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Is Created Or Curated Content King? Who Cares, says

Stashed in: The Web, Curation, Active Users, Content

To save this post, select a stash from drop-down menu or type in a new one: has 176 million monthly users and no compelling user experience.

As chief executive of, Neil Vogel has content by the bucketload. Formed in the dotcom boom of 1996 – two years before the incorporation of Google in the era of now defunct or irrelevant internet companies such as Excite, Lycos and AltaVista, it has amassed an archive of three million pieces of content and adds to that at a rate of nearly 7,000 new articles a month.

Receiving five to ten articles a month from its army of 1,000 experts on 17 channels featuring topics ranging from barbecue sauce to hip-hop music, is ranked in the top 20 internet sites in the US with 83.6 million users a month as of January, and another 92.5 million monthly users internationally.

Yet ask Vogel where he stands in the debate about created versus curated content and he is not terribly interested.

“We have this discussion,” he sighs. “Someone is always saying ‘content is king’ or ‘content is nothing, curation is king’.  I think it is dangerous for us to be like that…..The whole reason this business still exists – and there was a time where the investment in it was so light that you could argue that it shouldn’t have existed – is that people value really good content.

“Just look at our numbers. Eighty to ninety million Americans every month think we have really great content and we help them.

“I do feel that the world is coming around and recognising good content. Users of the internet are people who need content for their daily lives. But if you or a family member are diagnosed with thyroid cancer, you just want to get information on thyroid cancer that’s as comprehensive, useful, accurate and trusted in a way that you can consume it. Whether it is created or curated… you’re not concerned with that. You just want credible content.”

Vogel’s frustration is understandable. Founded by a group of entrepreneurs as The Mining Company – it changed name to in 1999 – the company was acquired by Primedia in 2000, The New York Times in 2005 and  Barry Diller’s IAC in 2012. Vogel, who arrived the following year, relaunched in 2014 and describes it as “a reasonably well known brand”. He is new and frank enough to be brutally frank about what the company is not, however.

“We’re like the oldest kid in the locker room at lunch,” he says.  ”We’ve been around a really long time, but when we got there, the company had been through a prolonged period of a lack of investment. About was a 1.0 internet play. It was always a place to get content from experts but it hasn’t always had a lot of support.


“The reason it still had traffic was that the content was so good but the site was set up very much a place to answer a question that you searched for. When I got here, we took a really hard look at what we were doing here and said that we really only had two things: fantastic content and 80 million users a month. But the user experience was terrible, the site looked horrible and… culturally it was not a place that was set up to be dynamic or to do or try new things.”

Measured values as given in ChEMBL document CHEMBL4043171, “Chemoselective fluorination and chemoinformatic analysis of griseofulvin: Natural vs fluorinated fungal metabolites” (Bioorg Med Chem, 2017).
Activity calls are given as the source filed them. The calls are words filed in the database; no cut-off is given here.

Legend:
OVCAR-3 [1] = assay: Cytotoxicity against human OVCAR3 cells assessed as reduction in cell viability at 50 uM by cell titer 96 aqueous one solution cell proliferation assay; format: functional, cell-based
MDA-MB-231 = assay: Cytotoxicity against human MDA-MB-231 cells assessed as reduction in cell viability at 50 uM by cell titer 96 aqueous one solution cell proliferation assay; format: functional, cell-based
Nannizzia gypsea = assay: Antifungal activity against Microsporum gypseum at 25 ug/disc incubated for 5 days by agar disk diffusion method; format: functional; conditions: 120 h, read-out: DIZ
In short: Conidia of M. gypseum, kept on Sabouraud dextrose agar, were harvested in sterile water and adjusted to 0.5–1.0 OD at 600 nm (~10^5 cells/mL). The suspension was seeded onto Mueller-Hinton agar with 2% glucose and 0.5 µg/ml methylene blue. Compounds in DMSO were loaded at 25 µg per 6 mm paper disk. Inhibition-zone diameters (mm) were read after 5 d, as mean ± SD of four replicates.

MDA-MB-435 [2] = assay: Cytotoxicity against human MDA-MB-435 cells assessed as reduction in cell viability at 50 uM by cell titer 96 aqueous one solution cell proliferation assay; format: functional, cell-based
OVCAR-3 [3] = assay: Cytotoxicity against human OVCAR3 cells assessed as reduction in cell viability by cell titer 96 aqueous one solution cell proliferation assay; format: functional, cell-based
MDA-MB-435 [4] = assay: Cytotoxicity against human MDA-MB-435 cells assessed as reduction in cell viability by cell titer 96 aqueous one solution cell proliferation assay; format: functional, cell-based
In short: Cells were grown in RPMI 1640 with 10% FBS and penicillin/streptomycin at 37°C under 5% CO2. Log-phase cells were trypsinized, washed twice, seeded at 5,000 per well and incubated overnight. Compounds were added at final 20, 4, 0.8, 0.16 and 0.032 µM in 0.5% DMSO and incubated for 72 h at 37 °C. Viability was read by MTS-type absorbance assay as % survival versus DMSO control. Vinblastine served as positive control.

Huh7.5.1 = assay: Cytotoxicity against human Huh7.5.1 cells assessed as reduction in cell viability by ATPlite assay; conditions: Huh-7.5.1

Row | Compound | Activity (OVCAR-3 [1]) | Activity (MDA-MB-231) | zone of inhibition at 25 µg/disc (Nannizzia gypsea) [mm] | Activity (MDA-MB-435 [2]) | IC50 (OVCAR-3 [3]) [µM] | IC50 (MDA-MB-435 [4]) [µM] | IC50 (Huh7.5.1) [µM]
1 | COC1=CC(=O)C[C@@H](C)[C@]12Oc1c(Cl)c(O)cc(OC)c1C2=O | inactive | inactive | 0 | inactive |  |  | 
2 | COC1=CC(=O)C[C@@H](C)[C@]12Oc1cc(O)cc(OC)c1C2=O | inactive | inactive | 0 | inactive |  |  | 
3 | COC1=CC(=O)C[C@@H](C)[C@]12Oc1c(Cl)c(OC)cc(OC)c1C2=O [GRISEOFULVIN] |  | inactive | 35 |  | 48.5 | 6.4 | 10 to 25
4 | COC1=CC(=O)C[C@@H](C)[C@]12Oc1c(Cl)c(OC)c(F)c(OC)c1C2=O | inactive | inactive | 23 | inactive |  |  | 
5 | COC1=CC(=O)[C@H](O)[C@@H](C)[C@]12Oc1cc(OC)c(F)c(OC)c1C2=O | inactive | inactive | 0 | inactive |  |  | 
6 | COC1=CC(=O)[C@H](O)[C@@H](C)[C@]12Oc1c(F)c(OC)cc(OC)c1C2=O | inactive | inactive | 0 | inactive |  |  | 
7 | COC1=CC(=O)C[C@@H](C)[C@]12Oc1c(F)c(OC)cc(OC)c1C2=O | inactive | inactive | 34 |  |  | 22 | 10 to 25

Vogel and his team have increased the staff from 150 to 220, including an entirely new senior team, rewritten almost every line of computer code on the website and redesigned almost the whole site from scratch. The chief executive claims that page views and average reading times within the site are both up by about 20 per cent, the original dynamism of the company has been rediscovered and the data science side of the operation has been built up.


“I think we’re on a path to be a great internet turnaround story but we have a really interesting branding challenge and I can’t think of anyone else who has that in this way. So many people interact with our brand every month and everyone knows who we are but we don’t mean anything to anyone.

“Our great challenge over the last two years is to think how we build an experience for consumers where we begin to mean something to someone again. At one point, we meant a lot to people. We were a place where you could reliably get answers. Then we kind of lost it. Now that we’re delivering an internet experience that’s modern and great, using data to really help people get answers that they need we’re beginning to mean something to people again.

“Our content is a great asset but it is a very big challenge for us to give you what you want when you need it. If we could become your trusted place in the know when you’re trying to diagnose why your elbow hurt, tell what is wrong with your nine-month-old child, or trying to cook or redecorate your home, we have a very, very bright future.”

Immediate plans include launching “chapters” that will group’s content in a way that Vogel says will allow users to go deeper into a topic and launching international offices to run overseas markets locally. Canada, London and Australia will be the first stops.

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